• Millennium is an open-cut mine located 160 km south-southwest of the town of Mackay and operated by Peabody Energy. The mine produces coking and PCI coal for the export market. Peabody Energy plans to expand open-cut operations at the mine into two new mining leases and increase production at Millennium by 1.4 Mtpa.
  • Northwest of Rolleston in the Bowen Basin, a joint venture led by Glencore Xstrata is seeking approval to extend the life of the existing Rolleston coal mine by expanding open-cut mining operations into adjacent mining leases. The Rolleston Coal Expansion Project has the potential to extend the life of the Rolleston mine by 30 years and increase total production capacity at the mine to 14 Mtpa. Rolleston produces thermal coal for both the domestic and international market.

South Australia

  • In August 2012, Altona Energy announced that the Altona-CNOOC Joint Venture had all the necessary regulatory approvals in place to allow it to commence a drilling program designed to gather further technical data for its Arckaringa CTL Project. The joint venture holds interests in three exploration licences that cover a combined area of 2500 km2 in the Permian Arckaringa Basin and is evaluating the potential of the northern part of the basin for a coal-to-liquids project.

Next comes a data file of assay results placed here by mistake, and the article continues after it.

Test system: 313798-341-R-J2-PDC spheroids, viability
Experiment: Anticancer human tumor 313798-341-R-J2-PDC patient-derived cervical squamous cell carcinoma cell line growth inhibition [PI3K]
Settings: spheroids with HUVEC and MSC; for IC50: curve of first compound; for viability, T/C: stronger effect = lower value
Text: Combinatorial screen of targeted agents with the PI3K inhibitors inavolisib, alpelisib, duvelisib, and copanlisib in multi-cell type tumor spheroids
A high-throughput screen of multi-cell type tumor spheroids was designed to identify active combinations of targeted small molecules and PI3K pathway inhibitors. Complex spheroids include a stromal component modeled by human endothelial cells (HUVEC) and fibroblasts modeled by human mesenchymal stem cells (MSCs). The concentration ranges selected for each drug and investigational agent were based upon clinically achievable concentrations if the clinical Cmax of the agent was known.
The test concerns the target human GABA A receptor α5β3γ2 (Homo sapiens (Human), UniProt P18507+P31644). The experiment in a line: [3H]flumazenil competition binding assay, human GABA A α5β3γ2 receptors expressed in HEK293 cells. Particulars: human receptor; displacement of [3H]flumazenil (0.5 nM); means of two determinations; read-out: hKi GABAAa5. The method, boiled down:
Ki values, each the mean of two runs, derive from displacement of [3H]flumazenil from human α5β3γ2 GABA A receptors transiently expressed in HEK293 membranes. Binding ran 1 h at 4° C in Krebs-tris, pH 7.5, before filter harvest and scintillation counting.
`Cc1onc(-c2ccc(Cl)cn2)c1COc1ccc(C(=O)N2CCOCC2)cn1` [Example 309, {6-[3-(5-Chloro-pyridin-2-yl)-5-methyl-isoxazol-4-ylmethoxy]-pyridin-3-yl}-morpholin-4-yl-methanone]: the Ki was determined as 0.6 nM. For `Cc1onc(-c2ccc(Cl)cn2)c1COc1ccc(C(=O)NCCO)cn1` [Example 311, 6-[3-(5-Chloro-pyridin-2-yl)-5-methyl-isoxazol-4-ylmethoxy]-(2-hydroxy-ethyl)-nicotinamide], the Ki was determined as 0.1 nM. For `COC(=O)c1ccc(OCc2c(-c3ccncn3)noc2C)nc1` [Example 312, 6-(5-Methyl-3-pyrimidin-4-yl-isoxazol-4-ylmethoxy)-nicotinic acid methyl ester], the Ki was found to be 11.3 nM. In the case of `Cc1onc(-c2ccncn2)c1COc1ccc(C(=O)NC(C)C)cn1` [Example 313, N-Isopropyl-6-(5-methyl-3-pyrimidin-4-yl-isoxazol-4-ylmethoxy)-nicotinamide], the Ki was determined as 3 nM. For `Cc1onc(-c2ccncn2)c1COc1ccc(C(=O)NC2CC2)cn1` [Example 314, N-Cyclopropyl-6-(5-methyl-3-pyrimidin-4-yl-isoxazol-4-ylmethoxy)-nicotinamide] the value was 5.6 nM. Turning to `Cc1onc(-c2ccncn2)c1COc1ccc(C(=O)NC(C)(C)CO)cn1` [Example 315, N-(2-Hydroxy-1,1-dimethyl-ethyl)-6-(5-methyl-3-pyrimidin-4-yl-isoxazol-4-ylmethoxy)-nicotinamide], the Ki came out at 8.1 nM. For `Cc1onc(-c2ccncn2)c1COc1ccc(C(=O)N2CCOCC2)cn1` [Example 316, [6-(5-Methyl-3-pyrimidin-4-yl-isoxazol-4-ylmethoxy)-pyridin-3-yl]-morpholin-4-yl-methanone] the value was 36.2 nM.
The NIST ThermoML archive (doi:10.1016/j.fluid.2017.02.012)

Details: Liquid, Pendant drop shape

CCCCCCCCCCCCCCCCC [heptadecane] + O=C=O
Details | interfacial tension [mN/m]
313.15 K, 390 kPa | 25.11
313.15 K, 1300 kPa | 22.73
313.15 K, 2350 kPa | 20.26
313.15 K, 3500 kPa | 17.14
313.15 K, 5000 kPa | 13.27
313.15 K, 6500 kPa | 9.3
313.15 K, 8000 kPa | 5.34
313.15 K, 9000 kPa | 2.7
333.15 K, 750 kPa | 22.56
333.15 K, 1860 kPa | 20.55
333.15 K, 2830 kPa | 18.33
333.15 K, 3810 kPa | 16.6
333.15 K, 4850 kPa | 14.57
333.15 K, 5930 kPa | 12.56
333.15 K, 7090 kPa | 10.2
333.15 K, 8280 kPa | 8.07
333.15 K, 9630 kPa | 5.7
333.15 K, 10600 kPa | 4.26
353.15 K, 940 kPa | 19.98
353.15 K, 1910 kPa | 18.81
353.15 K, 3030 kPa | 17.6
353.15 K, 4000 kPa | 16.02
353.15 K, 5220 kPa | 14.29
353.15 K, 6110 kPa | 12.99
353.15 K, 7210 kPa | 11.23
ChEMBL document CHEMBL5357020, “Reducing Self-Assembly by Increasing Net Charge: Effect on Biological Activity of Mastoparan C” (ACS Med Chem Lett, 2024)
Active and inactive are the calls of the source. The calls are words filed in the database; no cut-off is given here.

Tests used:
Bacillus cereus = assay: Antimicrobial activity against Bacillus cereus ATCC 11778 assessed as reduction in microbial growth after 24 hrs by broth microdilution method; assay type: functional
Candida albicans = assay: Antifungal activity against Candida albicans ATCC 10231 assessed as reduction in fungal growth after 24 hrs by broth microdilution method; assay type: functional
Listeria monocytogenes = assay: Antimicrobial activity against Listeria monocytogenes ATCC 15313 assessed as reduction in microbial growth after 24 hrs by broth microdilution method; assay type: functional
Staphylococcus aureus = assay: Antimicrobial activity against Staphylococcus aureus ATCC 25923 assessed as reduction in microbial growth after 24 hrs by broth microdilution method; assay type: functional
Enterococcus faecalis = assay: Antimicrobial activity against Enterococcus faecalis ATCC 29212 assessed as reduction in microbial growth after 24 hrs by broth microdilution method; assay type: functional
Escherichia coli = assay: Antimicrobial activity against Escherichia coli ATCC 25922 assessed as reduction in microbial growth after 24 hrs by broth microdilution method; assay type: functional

Western Australia

  • During 2012, Rey Resources Limited continued its environmental evaluation and stakeholder consultation for the proposed Duchess Paradise mine located in the Canning Basin. The project will include a slot/high wall mine and a Coal Handling and Processing Plant. Rey Resources proposes to truck coal from the Duchess Paradise mine to the port of Derby where it will be loaded onto barges for transhipment to export vessels.
  • In July 2012, TPL Corporation Limited announced a maiden coal intercept from its drilling program at the Lightjack Hill Coal Project in the Canning Basin. In August 2012, the company announced a second coal intercept (2 metres thick at a depth of 103 – 105 metres) at Lightjack Hill. TPL has several targets in the Canning Basin based on the location of the subcrop of the Permian Lightjack Formation (Liveringa Group) within its 14 exploration licences.